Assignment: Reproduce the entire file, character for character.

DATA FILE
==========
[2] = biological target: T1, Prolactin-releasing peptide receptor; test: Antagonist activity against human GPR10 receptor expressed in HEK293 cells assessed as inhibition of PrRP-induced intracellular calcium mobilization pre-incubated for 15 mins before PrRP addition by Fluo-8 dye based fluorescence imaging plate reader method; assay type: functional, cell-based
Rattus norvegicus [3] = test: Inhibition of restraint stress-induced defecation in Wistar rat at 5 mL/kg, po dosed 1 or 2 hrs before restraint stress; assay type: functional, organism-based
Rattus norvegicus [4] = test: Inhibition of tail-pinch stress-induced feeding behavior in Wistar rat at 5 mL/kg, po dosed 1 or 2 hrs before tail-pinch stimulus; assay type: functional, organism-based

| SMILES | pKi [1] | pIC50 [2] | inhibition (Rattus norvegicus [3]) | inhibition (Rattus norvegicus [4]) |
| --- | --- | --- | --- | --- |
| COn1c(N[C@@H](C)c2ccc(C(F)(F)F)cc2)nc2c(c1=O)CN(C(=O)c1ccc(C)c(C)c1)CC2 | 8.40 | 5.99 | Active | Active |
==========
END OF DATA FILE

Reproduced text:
[2] = biological target: T1, Prolactin-releasing peptide receptor; test: Antagonist activity against human GPR10 receptor expressed in HEK293 cells assessed as inhibition of PrRP-induced intracellular calcium mobilization pre-incubated for 15 mins before PrRP addition by Fluo-8 dye based fluorescence imaging plate reader method; assay type: functional, cell-based
Rattus norvegicus [3] = test: Inhibition of restraint stress-induced defecation in Wistar rat at 5 mL/kg, po dosed 1 or 2 hrs before restraint stress; assay type: functional, organism-based
Rattus norvegicus [4] = test: Inhibition of tail-pinch stress-induced feeding behavior in Wistar rat at 5 mL/kg, po dosed 1 or 2 hrs before tail-pinch stimulus; assay type: functional, organism-based

| SMILES | pKi [1] | pIC50 [2] | inhibition (Rattus norvegicus [3]) | inhibition (Rattus norvegicus [4]) |
| --- | --- | --- | --- | --- |
| COn1c(N[C@@H](C)c2ccc(C(F)(F)F)cc2)nc2c(c1=O)CN(C(=O)c1ccc(C)c(C)c1)CC2 | 8.40 | 5.99 | Active | Active |